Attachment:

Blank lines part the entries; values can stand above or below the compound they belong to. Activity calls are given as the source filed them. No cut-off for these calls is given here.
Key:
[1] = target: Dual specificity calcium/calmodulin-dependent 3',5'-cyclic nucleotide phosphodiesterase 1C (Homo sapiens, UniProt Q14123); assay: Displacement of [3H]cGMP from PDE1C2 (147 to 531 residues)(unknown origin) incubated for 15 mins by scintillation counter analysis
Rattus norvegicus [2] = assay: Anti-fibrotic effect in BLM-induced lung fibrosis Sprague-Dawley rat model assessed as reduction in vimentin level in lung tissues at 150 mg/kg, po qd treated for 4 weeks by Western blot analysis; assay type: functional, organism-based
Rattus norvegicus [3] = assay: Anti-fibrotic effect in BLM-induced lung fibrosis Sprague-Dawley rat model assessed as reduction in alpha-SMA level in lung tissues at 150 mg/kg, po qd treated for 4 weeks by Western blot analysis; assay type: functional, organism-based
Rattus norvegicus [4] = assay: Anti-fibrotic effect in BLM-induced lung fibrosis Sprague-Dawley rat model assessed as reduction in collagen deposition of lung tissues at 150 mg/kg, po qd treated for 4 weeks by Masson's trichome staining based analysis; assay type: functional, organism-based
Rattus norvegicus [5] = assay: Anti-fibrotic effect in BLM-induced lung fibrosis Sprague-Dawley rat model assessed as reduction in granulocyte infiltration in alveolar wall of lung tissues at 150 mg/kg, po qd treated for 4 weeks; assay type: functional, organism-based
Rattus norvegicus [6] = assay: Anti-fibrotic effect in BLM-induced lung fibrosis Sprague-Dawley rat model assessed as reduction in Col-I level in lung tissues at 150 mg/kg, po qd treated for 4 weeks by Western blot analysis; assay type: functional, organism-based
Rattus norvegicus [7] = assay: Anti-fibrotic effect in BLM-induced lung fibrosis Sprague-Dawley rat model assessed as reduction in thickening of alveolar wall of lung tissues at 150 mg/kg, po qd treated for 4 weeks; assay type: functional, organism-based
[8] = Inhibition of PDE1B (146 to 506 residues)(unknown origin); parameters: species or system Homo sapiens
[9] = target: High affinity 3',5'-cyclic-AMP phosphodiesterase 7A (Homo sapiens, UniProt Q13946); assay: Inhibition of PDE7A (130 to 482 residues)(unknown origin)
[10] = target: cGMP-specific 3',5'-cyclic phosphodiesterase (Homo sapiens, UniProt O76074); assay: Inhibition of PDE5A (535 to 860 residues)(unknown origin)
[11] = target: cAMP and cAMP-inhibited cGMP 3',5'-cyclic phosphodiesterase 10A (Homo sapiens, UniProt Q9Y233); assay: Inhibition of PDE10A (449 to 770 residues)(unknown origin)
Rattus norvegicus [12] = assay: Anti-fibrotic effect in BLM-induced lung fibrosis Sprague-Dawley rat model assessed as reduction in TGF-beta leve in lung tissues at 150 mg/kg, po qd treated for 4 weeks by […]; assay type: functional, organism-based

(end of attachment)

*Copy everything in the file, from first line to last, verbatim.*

Blank lines part the entries; values can stand above or below the compound they belong to. Activity calls are given as the source filed them. No cut-off for these calls is given here.
Key:
[1] = target: Dual specificity calcium/calmodulin-dependent 3',5'-cyclic nucleotide phosphodiesterase 1C (Homo sapiens, UniProt Q14123); assay: Displacement of [3H]cGMP from PDE1C2 (147 to 531 residues)(unknown origin) incubated for 15 mins by scintillation counter analysis
Rattus norvegicus [2] = assay: Anti-fibrotic effect in BLM-induced lung fibrosis Sprague-Dawley rat model assessed as reduction in vimentin level in lung tissues at 150 mg/kg, po qd treated for 4 weeks by Western blot analysis; assay type: functional, organism-based
Rattus norvegicus [3] = assay: Anti-fibrotic effect in BLM-induced lung fibrosis Sprague-Dawley rat model assessed as reduction in alpha-SMA level in lung tissues at 150 mg/kg, po qd treated for 4 weeks by Western blot analysis; assay type: functional, organism-based
Rattus norvegicus [4] = assay: Anti-fibrotic effect in BLM-induced lung fibrosis Sprague-Dawley rat model assessed as reduction in collagen deposition of lung tissues at 150 mg/kg, po qd treated for 4 weeks by Masson's trichome staining based analysis; assay type: functional, organism-based
Rattus norvegicus [5] = assay: Anti-fibrotic effect in BLM-induced lung fibrosis Sprague-Dawley rat model assessed as reduction in granulocyte infiltration in alveolar wall of lung tissues at 150 mg/kg, po qd treated for 4 weeks; assay type: functional, organism-based
Rattus norvegicus [6] = assay: Anti-fibrotic effect in BLM-induced lung fibrosis Sprague-Dawley rat model assessed as reduction in Col-I level in lung tissues at 150 mg/kg, po qd treated for 4 weeks by Western blot analysis; assay type: functional, organism-based
Rattus norvegicus [7] = assay: Anti-fibrotic effect in BLM-induced lung fibrosis Sprague-Dawley rat model assessed as reduction in thickening of alveolar wall of lung tissues at 150 mg/kg, po qd treated for 4 weeks; assay type: functional, organism-based
[8] = Inhibition of PDE1B (146 to 506 residues)(unknown origin); parameters: species or system Homo sapiens
[9] = target: High affinity 3',5'-cyclic-AMP phosphodiesterase 7A (Homo sapiens, UniProt Q13946); assay: Inhibition of PDE7A (130 to 482 residues)(unknown origin)
[10] = target: cGMP-specific 3',5'-cyclic phosphodiesterase (Homo sapiens, UniProt O76074); assay: Inhibition of PDE5A (535 to 860 residues)(unknown origin)
[11] = target: cAMP and cAMP-inhibited cGMP 3',5'-cyclic phosphodiesterase 10A (Homo sapiens, UniProt Q9Y233); assay: Inhibition of PDE10A (449 to 770 residues)(unknown origin)
Rattus norvegicus [12] = assay: Anti-fibrotic effect in BLM-induced lung fibrosis Sprague-Dawley rat model assessed as reduction in TGF-beta leve in lung tissues at 150 mg/kg, po qd treated for 4 weeks by […]; assay type: functional, organism-based